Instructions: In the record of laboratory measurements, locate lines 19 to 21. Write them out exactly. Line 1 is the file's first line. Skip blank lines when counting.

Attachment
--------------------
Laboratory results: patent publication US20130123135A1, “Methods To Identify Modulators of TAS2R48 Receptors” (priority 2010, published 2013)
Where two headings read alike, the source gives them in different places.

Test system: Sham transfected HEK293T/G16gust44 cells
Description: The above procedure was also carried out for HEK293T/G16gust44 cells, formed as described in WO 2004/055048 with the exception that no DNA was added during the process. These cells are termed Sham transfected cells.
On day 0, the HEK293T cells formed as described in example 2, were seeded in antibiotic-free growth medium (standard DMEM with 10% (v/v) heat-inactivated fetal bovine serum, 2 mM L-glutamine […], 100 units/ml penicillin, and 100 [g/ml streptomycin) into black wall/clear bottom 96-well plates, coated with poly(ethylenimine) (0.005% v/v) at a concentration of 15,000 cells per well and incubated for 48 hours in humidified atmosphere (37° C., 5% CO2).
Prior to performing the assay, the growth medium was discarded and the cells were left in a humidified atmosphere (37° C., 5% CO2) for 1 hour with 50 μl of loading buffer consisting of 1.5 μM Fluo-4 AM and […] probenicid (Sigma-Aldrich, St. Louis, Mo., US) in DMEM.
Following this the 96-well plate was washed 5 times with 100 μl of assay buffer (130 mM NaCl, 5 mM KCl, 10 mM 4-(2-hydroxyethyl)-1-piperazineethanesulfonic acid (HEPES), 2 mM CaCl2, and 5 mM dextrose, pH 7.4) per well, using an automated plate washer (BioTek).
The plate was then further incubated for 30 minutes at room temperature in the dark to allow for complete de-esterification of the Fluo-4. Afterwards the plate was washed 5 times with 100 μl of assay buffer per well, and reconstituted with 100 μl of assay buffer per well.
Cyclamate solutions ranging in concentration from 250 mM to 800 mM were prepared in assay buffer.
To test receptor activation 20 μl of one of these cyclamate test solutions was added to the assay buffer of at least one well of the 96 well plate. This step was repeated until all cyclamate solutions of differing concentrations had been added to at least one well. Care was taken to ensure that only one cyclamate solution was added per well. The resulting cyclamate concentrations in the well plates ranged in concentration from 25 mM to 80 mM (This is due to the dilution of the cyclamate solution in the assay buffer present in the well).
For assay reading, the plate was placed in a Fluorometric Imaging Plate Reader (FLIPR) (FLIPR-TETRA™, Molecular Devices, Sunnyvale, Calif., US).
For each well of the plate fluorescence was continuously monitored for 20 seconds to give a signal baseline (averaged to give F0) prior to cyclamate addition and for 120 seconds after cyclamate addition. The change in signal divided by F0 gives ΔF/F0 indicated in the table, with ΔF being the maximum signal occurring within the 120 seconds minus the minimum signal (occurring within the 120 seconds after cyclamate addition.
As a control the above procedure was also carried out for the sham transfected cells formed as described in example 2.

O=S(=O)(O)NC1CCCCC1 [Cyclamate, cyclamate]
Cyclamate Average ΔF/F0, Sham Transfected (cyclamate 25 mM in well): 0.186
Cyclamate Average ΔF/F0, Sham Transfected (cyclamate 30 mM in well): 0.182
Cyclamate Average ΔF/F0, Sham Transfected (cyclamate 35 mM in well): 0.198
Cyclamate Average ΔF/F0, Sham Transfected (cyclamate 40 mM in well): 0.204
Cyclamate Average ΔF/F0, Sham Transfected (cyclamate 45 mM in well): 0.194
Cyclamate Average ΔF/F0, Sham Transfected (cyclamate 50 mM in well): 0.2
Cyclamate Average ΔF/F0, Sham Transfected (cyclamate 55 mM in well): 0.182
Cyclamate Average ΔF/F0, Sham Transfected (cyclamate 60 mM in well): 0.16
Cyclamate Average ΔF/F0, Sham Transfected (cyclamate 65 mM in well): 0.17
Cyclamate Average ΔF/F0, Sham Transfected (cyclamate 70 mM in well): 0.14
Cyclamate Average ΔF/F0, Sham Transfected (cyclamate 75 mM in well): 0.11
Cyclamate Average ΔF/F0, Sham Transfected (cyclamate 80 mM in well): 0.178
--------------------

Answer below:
Cyclamate Average ΔF/F0, Sham Transfected (cyclamate 45 mM in well): 0.194
Cyclamate Average ΔF/F0, Sham Transfected (cyclamate 50 mM in well): 0.2
Cyclamate Average ΔF/F0, Sham Transfected (cyclamate 55 mM in well): 0.182